In fact, Frost & Sullivan research analyst Gareth Blanckenberg said during a Web briefing that he still anticipated rapid IPP growth even if actual demand growth fell short of the projections used in the Integrated Resource Plan (IRP).
The IRP, which offers a guideline for power generation capacity additions between 2010 and 2030, would be revised periodically. But currently, the plan expected that some 56 500 MW of new capacity would have to be added over the period to raise South Africa’s total installed capacity to around 89 500 MW by 2030, of which more than 42 000 MW remained uncommitted.
However, the document itself cautioned that the demand forecast used was at the higher end of the spectrum and that there was a real risk that demand could be lower.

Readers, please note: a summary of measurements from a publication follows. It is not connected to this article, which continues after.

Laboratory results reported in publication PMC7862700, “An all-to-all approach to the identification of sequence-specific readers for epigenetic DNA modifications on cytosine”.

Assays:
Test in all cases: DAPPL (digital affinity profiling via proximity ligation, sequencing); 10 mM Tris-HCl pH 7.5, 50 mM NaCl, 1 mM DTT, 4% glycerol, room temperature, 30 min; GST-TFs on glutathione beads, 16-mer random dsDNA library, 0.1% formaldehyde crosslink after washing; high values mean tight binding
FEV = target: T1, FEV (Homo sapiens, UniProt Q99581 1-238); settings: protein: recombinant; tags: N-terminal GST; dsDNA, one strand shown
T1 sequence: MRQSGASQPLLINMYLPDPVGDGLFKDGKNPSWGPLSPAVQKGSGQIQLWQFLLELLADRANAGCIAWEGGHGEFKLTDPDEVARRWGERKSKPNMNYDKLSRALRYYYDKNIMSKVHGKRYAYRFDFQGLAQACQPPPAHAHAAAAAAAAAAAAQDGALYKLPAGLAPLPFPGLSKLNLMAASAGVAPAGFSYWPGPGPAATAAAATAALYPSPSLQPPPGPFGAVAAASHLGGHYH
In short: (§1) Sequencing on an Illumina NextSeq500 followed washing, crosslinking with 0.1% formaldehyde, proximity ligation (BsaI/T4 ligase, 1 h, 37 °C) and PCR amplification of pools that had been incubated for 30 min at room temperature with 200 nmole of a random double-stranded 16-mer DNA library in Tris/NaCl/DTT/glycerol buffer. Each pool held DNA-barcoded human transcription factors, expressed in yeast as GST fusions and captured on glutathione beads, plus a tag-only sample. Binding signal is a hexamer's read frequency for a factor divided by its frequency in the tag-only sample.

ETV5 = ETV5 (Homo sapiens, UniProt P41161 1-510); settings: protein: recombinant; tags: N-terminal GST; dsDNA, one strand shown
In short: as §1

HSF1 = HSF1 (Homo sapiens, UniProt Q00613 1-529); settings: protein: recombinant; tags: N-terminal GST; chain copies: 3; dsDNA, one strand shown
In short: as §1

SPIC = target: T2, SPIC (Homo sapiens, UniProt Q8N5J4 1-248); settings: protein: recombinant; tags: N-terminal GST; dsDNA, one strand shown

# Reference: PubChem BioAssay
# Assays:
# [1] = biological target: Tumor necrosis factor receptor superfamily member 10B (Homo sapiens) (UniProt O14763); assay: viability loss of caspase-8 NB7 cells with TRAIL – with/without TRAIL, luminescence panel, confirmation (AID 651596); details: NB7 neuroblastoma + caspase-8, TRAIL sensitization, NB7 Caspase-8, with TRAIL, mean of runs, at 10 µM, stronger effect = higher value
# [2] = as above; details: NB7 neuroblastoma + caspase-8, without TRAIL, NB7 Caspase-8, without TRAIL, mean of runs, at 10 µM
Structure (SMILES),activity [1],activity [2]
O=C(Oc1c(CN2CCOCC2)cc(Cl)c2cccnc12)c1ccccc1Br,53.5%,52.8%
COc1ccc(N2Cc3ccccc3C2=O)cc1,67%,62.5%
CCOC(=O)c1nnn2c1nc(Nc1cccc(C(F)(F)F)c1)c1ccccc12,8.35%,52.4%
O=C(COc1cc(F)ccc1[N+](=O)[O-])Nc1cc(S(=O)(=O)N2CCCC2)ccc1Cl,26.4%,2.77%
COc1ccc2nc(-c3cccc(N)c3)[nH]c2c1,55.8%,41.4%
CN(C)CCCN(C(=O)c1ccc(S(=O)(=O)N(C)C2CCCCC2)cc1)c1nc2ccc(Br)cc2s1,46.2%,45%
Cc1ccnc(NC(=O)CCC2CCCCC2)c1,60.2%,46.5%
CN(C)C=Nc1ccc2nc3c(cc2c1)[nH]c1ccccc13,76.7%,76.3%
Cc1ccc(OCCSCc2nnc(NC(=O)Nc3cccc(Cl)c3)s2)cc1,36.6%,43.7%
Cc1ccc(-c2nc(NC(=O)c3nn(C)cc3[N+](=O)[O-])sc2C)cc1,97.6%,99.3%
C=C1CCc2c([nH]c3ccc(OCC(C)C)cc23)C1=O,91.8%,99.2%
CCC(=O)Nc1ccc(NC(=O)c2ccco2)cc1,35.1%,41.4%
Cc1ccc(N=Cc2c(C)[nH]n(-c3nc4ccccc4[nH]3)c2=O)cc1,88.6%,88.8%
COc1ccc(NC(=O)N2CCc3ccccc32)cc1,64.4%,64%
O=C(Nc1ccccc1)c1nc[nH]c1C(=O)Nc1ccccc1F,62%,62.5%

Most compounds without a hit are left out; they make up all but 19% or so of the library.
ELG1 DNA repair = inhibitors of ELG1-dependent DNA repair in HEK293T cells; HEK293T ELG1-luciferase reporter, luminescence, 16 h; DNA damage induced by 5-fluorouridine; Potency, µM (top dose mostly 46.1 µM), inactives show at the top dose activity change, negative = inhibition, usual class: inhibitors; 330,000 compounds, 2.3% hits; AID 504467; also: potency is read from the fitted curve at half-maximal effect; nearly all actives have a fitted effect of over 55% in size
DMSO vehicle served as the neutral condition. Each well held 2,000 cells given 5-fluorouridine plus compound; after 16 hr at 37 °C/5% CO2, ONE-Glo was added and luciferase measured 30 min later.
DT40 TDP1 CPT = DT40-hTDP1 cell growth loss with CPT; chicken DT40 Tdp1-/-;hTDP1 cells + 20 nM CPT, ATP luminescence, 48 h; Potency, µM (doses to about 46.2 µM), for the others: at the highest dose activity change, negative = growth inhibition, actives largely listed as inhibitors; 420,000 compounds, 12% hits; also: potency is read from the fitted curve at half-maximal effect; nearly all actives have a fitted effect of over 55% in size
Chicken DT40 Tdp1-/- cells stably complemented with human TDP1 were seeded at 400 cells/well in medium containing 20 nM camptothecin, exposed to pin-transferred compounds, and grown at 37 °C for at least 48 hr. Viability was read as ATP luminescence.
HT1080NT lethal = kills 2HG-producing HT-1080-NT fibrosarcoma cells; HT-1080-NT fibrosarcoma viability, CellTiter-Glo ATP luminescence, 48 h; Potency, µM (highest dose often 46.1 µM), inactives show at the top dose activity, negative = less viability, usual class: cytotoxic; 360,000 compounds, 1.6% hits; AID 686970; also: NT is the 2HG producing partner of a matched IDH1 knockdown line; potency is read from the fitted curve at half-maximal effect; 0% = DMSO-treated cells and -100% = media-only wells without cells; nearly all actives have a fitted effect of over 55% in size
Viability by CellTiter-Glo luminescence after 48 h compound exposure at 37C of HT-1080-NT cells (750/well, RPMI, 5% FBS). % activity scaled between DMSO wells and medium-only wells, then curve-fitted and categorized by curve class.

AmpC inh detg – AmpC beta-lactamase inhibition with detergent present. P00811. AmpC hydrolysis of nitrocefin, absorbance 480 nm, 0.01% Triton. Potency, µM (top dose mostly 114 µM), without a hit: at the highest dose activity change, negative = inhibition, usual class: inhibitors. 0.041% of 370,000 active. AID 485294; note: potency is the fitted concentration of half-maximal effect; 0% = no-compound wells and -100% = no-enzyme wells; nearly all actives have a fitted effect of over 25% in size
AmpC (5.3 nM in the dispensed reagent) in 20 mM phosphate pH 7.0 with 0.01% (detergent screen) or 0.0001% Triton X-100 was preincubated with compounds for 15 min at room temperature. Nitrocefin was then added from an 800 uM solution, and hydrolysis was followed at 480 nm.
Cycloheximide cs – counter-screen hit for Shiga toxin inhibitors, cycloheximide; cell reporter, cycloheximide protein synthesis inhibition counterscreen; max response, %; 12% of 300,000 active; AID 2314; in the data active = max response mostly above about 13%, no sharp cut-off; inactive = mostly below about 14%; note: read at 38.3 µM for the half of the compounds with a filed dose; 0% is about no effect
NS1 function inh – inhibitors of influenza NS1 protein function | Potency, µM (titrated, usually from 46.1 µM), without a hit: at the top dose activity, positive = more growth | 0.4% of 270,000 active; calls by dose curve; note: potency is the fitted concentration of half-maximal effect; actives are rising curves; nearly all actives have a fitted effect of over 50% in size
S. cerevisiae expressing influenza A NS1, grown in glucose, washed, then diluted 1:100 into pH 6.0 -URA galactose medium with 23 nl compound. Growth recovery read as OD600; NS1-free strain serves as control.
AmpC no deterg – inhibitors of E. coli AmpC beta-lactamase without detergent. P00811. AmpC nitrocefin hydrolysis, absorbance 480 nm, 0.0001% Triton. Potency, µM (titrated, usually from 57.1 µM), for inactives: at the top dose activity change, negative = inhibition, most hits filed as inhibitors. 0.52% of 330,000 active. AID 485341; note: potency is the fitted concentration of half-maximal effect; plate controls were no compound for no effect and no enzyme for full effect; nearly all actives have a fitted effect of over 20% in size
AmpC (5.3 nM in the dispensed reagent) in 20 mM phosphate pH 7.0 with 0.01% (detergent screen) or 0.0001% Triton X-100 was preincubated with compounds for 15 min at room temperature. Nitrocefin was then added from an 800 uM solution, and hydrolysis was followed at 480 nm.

South Africa’s demand growth subsequent to the 2009 recession had been low, with Eskom reporting that its sales grew by only 2.7% in 2010/11 to 224 446 GWh. This against an internal growth forecast of 4.2%, which would have translated into sales of around 227 000 GWh.
Demand had also not recovered robustly during Eskom’s current financial year, owing to a combination of the higher tariffs and the generally depressed economic climate.
But Blanckenberg said new capacity would still be required and that the recent increase in the power tariffs, together with greater policy and regulatory certainty, would make South Africa a more attractive IPP investment destination.
He also expected projects to emerge that were not listed in the IRP, particularly, where IPPs moved to supply industrial and mining customers directly.